Apart from the security fears, sources said Mugabe also thought that prohibiting the cricket teams would be ideal retaliation for the sanctions imposed on him and his officials by the European Union, Australia, Britain and United States. As if to emphasize the point, Mugabe’s thugs have threatened that should the matches be moved out of Zimbabwe, the government would confiscate the Zimbabwean players’ passports and prohibit them from leaving the country to play elsewhere, a move supported by Namibia’s Sam Nujoma, who has threatened the same for Namibian players. So much for separating politics and sport.
Mugabe, who has already banned English Prime Minister Tony Blair, Commonwealth Secretary-General Don McKinnon and all British Government officials from his country, had told his cabinet he did not want the English or the Australian team in Zimbabwe. In a series of meetings last week, his ministers convinced him to admit the players and officials, with the winning argument being that hosting the World Cup matches would be a major diplomatic coup for Zimbabwe, particularly after England and Australian leaders Tony Blair and John Howard made public their support for a boycott. The hosting of the matches would also showcase Zimbabwe as a normal country, the ministers argued, although reporters accredited to cover the matches would be “ordered” to focus on cricket only – in other words, censored, unable to report the truth about Zimbabwe if they so chose. There is no clearer indication that the cricket World Cup is a political tool for Mugabe; allowing Zimbabwe to host matches is nothing more than a propaganda victory for a despot.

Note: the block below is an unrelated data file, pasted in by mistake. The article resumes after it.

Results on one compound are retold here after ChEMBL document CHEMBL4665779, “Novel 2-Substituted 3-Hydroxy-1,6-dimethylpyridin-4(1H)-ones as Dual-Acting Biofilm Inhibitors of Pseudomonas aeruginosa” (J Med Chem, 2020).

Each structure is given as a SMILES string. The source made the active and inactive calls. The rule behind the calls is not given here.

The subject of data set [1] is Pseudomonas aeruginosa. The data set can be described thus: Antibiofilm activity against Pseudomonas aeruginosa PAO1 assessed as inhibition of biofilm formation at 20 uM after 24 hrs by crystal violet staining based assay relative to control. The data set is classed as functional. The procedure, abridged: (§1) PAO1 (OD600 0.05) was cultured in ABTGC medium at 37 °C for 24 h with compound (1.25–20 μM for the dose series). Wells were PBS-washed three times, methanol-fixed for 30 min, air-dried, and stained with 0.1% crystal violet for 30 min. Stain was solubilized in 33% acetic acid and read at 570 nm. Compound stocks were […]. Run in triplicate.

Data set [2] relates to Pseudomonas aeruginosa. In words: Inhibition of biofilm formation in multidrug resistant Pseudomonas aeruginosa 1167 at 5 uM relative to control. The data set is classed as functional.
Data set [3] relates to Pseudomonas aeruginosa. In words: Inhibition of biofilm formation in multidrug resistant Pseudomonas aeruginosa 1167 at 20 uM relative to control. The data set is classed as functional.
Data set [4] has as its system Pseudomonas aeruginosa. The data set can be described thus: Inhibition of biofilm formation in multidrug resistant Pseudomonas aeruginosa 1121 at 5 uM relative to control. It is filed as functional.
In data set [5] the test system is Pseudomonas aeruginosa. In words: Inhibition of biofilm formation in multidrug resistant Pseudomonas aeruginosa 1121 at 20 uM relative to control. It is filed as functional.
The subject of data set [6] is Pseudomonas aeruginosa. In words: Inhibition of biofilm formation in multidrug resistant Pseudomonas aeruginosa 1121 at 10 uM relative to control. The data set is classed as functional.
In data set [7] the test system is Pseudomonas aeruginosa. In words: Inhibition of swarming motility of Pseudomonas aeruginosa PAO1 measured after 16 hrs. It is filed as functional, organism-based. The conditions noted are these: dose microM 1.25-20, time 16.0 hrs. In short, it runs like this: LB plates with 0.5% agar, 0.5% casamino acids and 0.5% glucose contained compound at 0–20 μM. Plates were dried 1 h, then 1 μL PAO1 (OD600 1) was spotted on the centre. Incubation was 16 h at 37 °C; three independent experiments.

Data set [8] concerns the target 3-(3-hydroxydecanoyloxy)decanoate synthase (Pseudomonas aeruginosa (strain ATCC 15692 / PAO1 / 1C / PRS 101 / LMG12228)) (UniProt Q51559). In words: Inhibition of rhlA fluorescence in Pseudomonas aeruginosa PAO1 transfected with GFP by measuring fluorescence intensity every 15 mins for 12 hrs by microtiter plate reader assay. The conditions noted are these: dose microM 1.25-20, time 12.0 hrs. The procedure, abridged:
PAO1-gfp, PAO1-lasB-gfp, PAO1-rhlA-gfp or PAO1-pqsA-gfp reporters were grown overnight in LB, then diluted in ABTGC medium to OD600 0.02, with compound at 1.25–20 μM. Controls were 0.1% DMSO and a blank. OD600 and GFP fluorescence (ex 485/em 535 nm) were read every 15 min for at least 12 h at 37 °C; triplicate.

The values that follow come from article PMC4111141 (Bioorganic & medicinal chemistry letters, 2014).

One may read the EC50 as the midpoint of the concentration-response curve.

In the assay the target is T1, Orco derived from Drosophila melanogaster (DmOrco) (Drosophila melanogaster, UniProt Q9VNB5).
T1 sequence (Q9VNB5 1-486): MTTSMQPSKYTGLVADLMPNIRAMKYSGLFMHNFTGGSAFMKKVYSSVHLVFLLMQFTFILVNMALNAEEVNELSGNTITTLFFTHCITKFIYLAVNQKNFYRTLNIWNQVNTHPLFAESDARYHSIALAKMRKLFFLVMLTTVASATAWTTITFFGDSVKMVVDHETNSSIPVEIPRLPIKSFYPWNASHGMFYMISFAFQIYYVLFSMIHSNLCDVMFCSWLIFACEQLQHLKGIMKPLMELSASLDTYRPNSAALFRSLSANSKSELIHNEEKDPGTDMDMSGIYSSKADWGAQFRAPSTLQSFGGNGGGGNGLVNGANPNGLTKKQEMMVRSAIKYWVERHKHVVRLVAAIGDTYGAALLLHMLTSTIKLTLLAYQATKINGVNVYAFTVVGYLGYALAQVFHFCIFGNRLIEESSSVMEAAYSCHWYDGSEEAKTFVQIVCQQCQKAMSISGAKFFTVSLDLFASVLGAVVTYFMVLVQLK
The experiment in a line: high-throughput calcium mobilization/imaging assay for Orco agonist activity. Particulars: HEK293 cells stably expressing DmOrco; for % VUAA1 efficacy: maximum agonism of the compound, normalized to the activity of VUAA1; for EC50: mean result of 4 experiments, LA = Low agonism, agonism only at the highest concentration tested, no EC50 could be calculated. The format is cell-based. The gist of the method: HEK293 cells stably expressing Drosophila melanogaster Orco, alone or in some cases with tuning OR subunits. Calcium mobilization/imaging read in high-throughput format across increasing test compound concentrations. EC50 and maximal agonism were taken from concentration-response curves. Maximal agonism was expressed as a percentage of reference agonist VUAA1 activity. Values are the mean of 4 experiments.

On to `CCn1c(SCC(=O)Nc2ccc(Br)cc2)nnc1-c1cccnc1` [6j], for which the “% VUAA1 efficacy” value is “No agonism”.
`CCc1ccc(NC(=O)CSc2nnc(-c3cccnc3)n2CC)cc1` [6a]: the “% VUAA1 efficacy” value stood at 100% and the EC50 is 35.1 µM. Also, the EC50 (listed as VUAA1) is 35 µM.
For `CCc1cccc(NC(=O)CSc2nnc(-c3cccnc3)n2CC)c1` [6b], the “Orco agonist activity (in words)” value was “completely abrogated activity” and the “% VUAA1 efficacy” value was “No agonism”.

Politics has been thrust upon the sport, whether the ICC cares to recognize it or not. Cricketers are representatives of their countries, ambassadors of the game and the nations they represent. It is time to stop pretending that the World Cup has nothing to do with politics, that it’s just about hitting around a leather ball.
For Mugabe, its about the legitimacy of his regime, its about thumbing his nose at the Commonwealth countries and the civilized world; its about the unbridled flaunting of stolen power and genocidal policies. Its time for national governments to step up and prohibit their teams from visiting Zimbabwe.
The Abc of Cricket formally supports a boycott of all World Cup matches scheduled for Zimbabwe whilst Robert Mugabe continues to brutally starve and murder his own fellow countrymen. His racial villification of people’s of all colour, creed or nationality cannot and should not be tolerated by any person or government.
The world heavily punished a South African Governement for their apartheid policies, but stands frightened in the face of a mentally deranged lunatic who calls himself a nationalist.